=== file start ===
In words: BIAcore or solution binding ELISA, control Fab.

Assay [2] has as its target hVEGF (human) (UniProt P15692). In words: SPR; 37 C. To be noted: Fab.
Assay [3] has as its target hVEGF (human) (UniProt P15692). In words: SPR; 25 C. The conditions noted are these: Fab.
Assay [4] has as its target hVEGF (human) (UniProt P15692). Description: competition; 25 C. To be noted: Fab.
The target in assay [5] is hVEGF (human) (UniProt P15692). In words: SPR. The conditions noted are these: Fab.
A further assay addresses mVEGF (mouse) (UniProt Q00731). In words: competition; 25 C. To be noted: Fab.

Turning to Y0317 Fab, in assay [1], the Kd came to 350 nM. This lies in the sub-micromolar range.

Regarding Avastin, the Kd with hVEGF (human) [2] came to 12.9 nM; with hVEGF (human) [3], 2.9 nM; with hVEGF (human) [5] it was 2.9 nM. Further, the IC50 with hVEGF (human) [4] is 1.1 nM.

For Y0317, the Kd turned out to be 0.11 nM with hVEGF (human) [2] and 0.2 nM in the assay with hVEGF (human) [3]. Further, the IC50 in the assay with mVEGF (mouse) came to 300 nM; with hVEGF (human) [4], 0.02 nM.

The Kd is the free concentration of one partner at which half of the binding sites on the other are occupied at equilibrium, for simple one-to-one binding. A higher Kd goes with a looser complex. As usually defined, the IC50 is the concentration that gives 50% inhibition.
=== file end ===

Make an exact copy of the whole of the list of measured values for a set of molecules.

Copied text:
In words: BIAcore or solution binding ELISA, control Fab.

Assay [2] has as its target hVEGF (human) (UniProt P15692). In words: SPR; 37 C. To be noted: Fab.
Assay [3] has as its target hVEGF (human) (UniProt P15692). In words: SPR; 25 C. The conditions noted are these: Fab.
Assay [4] has as its target hVEGF (human) (UniProt P15692). Description: competition; 25 C. To be noted: Fab.
The target in assay [5] is hVEGF (human) (UniProt P15692). In words: SPR. The conditions noted are these: Fab.
A further assay addresses mVEGF (mouse) (UniProt Q00731). In words: competition; 25 C. To be noted: Fab.

Turning to Y0317 Fab, in assay [1], the Kd came to 350 nM. This lies in the sub-micromolar range.

Regarding Avastin, the Kd with hVEGF (human) [2] came to 12.9 nM; with hVEGF (human) [3], 2.9 nM; with hVEGF (human) [5] it was 2.9 nM. Further, the IC50 with hVEGF (human) [4] is 1.1 nM.

For Y0317, the Kd turned out to be 0.11 nM with hVEGF (human) [2] and 0.2 nM in the assay with hVEGF (human) [3]. Further, the IC50 in the assay with mVEGF (mouse) came to 300 nM; with hVEGF (human) [4], 0.02 nM.

The Kd is the free concentration of one partner at which half of the binding sites on the other are occupied at equilibrium, for simple one-to-one binding. A higher Kd goes with a looser complex. As usually defined, the IC50 is the concentration that gives 50% inhibition.